Protecting your livestock

Commodity watch by policy officer Sarah Morrell

The Police Service of Northern Ireland (PSNI) have recorded an increase in the number of sheep theft reports made in the last eight weeks. Significant numbers of in-lamb ewes, in-lamb ewe lambs and store lambs have been reported stolen in the North Antrim and North Coast areas. The motivation behind these thefts is likely the buoyant sheep trade and the time of year which allows thieves to target ewes carrying lambs.

It is impossible for farmers to know the whereabouts of any sheep that have not yet been housed for lambing all the time. Theft of livestock is not an opportunist theft, it is usually planned and unfortunately completed by fellow farmers. Farmers need to work together with their neighbours to record and report any suspicious behaviour and vehicles to the PSNI. In Autumn 2022, the Ulster Farmers’ Union (UFU) trained over 200 officers on farming and rural crime. Officers learned about movement dockets for livestock, reading tags and typical movement of livestock should they meet a jeep and trailer on the road. There is a financial impact on the farm business should sheep be stolen, the loss to the business and cost to replace stolen stock is high. It is also extremely unsettling to be the victim of rural crime.

Livestock worrying is another threat at this time of year for sheep farmers as ewes with lambs at foot are turned out to graze. Reports of livestock worrying tend to increase at this time of year as dog walkers and members of the public visit the countryside more with improved weather and longer days for recreation activity.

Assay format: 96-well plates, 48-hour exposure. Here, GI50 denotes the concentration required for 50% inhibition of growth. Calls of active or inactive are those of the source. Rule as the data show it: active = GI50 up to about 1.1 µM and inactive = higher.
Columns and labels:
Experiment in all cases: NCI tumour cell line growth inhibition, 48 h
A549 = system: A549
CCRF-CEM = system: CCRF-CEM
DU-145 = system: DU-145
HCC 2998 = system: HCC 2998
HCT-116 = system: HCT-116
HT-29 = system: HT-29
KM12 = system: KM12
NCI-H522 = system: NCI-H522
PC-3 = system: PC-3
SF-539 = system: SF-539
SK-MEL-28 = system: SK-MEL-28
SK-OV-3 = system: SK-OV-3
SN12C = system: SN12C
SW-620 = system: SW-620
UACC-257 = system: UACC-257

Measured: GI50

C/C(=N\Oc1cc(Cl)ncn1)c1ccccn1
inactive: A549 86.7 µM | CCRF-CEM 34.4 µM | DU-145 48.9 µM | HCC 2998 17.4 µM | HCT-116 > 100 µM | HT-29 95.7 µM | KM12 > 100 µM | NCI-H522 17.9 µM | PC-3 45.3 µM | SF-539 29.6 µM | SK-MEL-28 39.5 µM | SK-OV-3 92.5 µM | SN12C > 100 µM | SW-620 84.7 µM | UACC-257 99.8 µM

The cost incurred by farmers and impact on animal welfare is not acceptable. In worst case scenarios livestock are killed, and in others the productivity of livestock seriously reduced. The UFU continue to raise awareness of the impact of livestock worrying and ask the public to keep dogs on a lead at all times when walking in the countryside. All incidents of livestock worrying must be reported to your local councils’ dog warden.

Sometimes it is necessary to shoot a dog that is attacking livestock, but the law around this is complex and shooting should always be the last resort. Firstly, the farmer must ensure they are not using their firearm outside of what their license permits them to use it for. Secondly, dogs are considered property – so shooting a dog could trigger a criminal damage charge. In order to legally shoot a dog, you must be able to show that you acted in belief that livestock were in immediate danger and that all efforts to deter the dog before shooting were ineffective. If a dog is shot, the incident must be reported to the police within 48 hours. It is important to remember that you are not entitled to shoot the dog if it has already left your property and is no longer a direct danger to livestock, even if you fear it might come back and pose a threat in the future. To protect against dog attacks, make neighbouring farmers aware of sightings of stray or out of control dogs and ensure fields are secure with good fences and gates. Again, shooting a dog should only occur as a last resort.